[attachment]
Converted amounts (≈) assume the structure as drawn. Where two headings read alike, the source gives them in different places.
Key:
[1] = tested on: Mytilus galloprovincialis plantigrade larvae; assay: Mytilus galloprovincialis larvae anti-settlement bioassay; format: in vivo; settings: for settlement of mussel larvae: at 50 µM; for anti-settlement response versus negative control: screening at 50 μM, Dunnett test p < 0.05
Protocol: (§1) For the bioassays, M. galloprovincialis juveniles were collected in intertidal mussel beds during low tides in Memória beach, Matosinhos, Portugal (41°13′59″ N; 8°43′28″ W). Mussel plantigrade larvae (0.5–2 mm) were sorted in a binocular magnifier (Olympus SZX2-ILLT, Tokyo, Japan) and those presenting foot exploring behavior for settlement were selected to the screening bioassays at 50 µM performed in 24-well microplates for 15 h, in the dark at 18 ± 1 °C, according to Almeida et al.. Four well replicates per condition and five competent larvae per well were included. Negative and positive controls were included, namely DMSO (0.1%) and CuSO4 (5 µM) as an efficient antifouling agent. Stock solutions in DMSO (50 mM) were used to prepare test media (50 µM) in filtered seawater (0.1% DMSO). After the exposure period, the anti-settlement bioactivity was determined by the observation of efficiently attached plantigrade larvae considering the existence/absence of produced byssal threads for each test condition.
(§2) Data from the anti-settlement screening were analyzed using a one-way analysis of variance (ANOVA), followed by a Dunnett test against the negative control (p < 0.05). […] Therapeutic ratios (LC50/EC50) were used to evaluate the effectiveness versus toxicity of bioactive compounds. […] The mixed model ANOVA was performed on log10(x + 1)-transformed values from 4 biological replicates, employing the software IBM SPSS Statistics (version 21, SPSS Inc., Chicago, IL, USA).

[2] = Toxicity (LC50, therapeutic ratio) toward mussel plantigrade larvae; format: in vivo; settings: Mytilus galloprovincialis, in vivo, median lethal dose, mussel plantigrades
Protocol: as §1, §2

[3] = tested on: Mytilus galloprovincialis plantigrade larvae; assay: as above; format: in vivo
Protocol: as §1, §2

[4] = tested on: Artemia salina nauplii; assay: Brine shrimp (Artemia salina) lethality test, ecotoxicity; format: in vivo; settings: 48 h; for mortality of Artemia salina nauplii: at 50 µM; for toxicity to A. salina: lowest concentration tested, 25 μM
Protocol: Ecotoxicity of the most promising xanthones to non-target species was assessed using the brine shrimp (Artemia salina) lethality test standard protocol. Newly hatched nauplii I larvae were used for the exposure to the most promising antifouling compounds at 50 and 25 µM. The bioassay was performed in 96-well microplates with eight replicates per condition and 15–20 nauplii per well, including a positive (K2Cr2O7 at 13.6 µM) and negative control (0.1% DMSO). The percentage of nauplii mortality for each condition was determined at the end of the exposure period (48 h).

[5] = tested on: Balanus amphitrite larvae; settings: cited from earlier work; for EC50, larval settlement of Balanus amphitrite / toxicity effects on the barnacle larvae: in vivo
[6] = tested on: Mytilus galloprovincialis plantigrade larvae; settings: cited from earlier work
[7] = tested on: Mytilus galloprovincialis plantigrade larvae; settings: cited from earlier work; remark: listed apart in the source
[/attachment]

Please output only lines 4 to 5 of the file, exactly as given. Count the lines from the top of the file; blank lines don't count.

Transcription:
Protocol: (§1) For the bioassays, M. galloprovincialis juveniles were collected in intertidal mussel beds during low tides in Memória beach, Matosinhos, Portugal (41°13′59″ N; 8°43′28″ W). Mussel plantigrade larvae (0.5–2 mm) were sorted in a binocular magnifier (Olympus SZX2-ILLT, Tokyo, Japan) and those presenting foot exploring behavior for settlement were selected to the screening bioassays at 50 µM performed in 24-well microplates for 15 h, in the dark at 18 ± 1 °C, according to Almeida et al.. Four well replicates per condition and five competent larvae per well were included. Negative and positive controls were included, namely DMSO (0.1%) and CuSO4 (5 µM) as an efficient antifouling agent. Stock solutions in DMSO (50 mM) were used to prepare test media (50 µM) in filtered seawater (0.1% DMSO). After the exposure period, the anti-settlement bioactivity was determined by the observation of efficiently attached plantigrade larvae considering the existence/absence of produced byssal threads for each test condition.
(§2) Data from the anti-settlement screening were analyzed using a one-way analysis of variance (ANOVA), followed by a Dunnett test against the negative control (p < 0.05). […] Therapeutic ratios (LC50/EC50) were used to evaluate the effectiveness versus toxicity of bioactive compounds. […] The mixed model ANOVA was performed on log10(x + 1)-transformed values from 4 biological replicates, employing the software IBM SPSS Statistics (version 21, SPSS Inc., Chicago, IL, USA).